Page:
Issue:  Vol. 47 / No. 37 / 14 September 2017
 

The riddle of Emily Dickinson

Books


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Walt Whitman and Emily Dickinson occupy secure positions as the two great poles of American poetry, perhaps of modern poetry. Whitman is generally recognized as one of the great gay poets, while Dickinson remains, in the popular imagination, the demure, sexless, homely, housebound "Belle of Amherst" who sat at her desk in a quiet New England home writing cryptic, self-regarding verse. Jerome Charyn is not the first to think otherwise, but in his new book, A Loaded Gun: Emily Dickinson for the 21st Century (Bellevue Literary Press), Charyn argues persuasively that Dickinson's two great loves – passions, really – were women.

It would be a dreary book if his entire point had been to out her. In fact it's his second volley in a sustained effort to re-envision the poet, following his 2010 biographical novel, The Secret Life of Emily Dickinson. Although serious and deeply informed, A Loaded Gun is not a scholarly book; if anything, it's an attempt to free the existing scholarship about Dickinson from the confines of the academy. It is less literary criticism than threnody, a bold, loose-limbed, Whitman-like prose-poem lamenting the constrictive previous, but still prevailing, notions of Dickinson and lauding instead a wild woman of words.

Charyn says, repeatedly, that Dickinson is a riddle that will never be solved, and we'll likely never know whether Dickinson acted on her sexuality. But he leaves no doubt that she had a sex life, if only in her fevered imagination. Her verse, he writes, "was the poetry of a renegade, who could unsex herself if she had to, masquerade as a man, or shift from sex to sex, like Virginia Woolf in Orlando. Her letters read like a catalogue of seductions, and her poems are often fired up with pain, in the coded language of a failed love affair, real or imagined. She was in love with Susan Gilbert, however we may define that love."

Drawing on research by Carol Smith-Rosenberg, Charyn notes, "Women [in 19th-century America] had their own signs and symbols, their own love codes. 'Girls routinely slept together, kissed and hugged each other.'" "Still," he writes later, "most critics were completely unprepared when Rebecca Patterson published The Riddle of Emily Dickinson (1951), a book that redefined this village spinster as a sexual outlaw, who had a romance with another woman, Kate Scott."

What fascinates Charyn more than any imagined sex is Dickinson's elliptical "coding" of it and much else. You can feel how much Charyn would have liked to break that code, to devise his own, definitive annotated version of Dickinson's Lexicon. But what readers get is not the thrill of the peeping tom but the deeper excitement of entering the labyrinth of the poems, these "telegrams from the moon." Charyn quotes the letter in which Dickinson writes, "If I read a book [and] it makes my whole body so cold no fire ever can warm me, I know that is poetry. If I feel physically as if the top of my head were taken off, I know that is poetry."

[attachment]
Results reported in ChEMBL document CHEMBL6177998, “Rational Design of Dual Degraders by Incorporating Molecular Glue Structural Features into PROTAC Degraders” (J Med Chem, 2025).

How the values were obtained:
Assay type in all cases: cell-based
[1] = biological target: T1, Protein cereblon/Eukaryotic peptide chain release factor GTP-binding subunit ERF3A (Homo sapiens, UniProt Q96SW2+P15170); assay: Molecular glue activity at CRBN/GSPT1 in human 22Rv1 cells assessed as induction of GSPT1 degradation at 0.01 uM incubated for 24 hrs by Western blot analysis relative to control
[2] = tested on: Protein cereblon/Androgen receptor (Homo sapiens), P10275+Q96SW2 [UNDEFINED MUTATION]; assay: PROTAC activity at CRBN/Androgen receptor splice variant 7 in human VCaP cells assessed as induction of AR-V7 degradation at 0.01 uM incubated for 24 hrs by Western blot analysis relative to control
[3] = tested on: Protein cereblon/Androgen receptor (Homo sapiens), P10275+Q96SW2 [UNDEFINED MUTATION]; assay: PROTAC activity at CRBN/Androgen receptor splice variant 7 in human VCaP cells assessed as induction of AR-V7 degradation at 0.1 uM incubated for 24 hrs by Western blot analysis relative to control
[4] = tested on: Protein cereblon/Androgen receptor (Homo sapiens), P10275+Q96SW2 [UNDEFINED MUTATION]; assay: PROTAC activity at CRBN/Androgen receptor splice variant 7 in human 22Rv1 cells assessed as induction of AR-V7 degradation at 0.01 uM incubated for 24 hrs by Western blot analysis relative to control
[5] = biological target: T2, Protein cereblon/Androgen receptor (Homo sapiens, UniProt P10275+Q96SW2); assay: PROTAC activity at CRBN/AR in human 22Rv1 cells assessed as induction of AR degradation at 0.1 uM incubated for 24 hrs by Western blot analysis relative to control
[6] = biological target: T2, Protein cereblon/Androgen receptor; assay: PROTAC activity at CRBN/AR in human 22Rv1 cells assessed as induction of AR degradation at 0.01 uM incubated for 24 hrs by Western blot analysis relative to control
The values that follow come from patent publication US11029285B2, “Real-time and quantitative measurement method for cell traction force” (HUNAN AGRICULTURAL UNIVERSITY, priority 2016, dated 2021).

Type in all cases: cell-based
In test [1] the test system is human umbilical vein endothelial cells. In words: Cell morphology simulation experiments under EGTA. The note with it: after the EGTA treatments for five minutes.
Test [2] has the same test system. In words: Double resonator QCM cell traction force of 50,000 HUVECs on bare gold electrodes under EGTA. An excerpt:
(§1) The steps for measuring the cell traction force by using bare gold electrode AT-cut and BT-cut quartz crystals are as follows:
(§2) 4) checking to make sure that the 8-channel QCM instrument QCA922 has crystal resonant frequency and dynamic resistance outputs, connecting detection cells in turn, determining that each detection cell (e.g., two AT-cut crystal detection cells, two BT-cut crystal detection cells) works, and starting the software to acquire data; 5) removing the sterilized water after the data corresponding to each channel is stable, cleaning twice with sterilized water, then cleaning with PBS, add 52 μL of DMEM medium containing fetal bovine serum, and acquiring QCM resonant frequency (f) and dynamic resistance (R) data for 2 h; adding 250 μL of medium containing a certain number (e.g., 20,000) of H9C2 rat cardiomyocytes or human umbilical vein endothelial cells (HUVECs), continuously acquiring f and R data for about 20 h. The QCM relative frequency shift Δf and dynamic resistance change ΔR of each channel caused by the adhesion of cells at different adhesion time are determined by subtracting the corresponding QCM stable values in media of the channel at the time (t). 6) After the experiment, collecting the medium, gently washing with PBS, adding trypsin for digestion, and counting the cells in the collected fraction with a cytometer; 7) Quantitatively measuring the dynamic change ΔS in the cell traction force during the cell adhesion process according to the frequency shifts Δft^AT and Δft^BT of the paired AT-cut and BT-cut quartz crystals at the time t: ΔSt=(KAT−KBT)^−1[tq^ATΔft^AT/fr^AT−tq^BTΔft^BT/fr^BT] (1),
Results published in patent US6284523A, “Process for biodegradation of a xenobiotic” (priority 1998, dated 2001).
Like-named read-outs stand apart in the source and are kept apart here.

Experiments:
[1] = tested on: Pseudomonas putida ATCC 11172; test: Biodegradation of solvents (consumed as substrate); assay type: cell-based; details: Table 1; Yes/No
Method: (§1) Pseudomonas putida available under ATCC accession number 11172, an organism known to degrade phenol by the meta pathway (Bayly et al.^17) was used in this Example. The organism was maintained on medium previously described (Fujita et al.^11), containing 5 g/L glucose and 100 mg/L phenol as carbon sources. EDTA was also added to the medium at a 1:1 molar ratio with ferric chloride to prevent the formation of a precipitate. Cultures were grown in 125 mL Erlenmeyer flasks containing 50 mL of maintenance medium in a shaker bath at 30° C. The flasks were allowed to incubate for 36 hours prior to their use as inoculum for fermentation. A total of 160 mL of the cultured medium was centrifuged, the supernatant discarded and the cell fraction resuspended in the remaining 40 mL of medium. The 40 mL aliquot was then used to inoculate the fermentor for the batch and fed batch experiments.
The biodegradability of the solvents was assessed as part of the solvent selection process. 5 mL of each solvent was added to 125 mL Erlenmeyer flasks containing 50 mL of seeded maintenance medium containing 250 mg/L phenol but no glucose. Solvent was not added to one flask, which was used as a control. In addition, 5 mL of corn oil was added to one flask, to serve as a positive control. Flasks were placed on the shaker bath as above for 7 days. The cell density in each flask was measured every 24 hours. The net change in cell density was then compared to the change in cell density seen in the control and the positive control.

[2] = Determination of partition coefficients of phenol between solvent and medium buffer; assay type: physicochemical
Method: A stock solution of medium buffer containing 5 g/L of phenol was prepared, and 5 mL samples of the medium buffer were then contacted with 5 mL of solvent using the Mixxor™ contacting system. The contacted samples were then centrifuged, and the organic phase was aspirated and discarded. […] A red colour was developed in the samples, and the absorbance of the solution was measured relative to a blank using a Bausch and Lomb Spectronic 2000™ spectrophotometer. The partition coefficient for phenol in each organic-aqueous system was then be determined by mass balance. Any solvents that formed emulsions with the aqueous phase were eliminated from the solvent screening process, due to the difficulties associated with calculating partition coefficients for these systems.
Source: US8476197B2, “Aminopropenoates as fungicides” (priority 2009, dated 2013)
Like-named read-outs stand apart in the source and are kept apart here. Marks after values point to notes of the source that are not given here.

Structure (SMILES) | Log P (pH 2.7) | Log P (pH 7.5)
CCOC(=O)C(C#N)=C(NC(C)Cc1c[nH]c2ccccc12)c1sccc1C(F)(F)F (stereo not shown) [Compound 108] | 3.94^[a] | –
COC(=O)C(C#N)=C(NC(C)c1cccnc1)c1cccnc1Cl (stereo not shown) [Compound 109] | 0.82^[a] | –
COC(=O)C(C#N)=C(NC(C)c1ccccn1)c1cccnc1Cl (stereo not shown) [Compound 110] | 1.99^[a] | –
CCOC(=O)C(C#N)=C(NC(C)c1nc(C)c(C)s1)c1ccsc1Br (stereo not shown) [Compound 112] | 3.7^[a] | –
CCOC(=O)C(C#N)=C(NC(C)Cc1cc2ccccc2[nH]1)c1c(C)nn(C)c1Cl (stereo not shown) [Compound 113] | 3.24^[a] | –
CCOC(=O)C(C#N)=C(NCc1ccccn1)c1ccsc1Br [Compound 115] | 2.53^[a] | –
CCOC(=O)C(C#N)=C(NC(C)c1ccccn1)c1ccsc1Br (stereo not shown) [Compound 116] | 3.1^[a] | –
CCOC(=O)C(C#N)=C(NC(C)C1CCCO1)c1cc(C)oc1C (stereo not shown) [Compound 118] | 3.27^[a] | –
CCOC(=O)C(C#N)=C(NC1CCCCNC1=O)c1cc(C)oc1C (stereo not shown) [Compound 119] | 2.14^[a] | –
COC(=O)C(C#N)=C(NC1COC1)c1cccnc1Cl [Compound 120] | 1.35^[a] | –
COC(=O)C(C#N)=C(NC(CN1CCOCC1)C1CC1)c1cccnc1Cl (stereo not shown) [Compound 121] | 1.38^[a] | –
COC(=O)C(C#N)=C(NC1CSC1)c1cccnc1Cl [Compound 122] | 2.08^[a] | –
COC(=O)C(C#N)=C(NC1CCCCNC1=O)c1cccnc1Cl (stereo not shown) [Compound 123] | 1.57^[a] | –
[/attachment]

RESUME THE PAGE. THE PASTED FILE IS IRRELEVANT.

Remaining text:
There's nothing dull about his depiction of the sexual tiger in Dickinson's tank, ever burning bright, but Charyn puts her poems in the refracted light of numerous other perspectives as well. He is at his most acute about the poems not as texts but as things, the written objects she composed with scant thought of posterity. He leaves you hungry to feel the poems in Dickinson's own hand, many of them fragments left on the backs of envelopes and other scraps of paper, later bound (stabbed, really) by hatpins and handed to others for whatever guardianship they preferred. Whenever possible, he's touched them, and his reports back from that frontier consider the famous dashes (he calls them "violent"), the word spacings, the eccentric spellings and the literal shapes some of the poems and fragments take as composed on three-dimensional paper surfaces.

There are asides, on downstream Dickinsonians from Joyce Carol Oates to the mid-20th-century artist Joseph Cornell, who made shadow boxes. The most "devastating" of them is Toward the Blue Peninsula (for Emily Dickinson), which incorporates a daguerreotype of what may well be Dickinson with Kate Scott around 1859, the relatively recent discovery of which haunts these pages. "It is," Charyn writes, "according to [Dickinson scholar] Christopher Benfey, the single most trenchant response, in all of American art, to the meaning of her life art."

Even second-hand, that's a modest assessment from a writer whose new book is another such response. A Loaded Gun is an invitation to meet Dickinson on the dizzyingly high ground of her imagination from a fellow writer who has done just that with his own writing. It's ecstatic and sometimes repetitive, to the point that the reader occasionally experiences ecstasy fatigue. But, it turns out, there's method in the collective madness. "Dickinson wasn't a madwoman, but she was maddened with rage – against a culture that had no place for a woman with her own fiercely independent mind and spirit," Charyn writes. "[She] had to reinvent herself or be stifled and destroyed by all the rituals around her."






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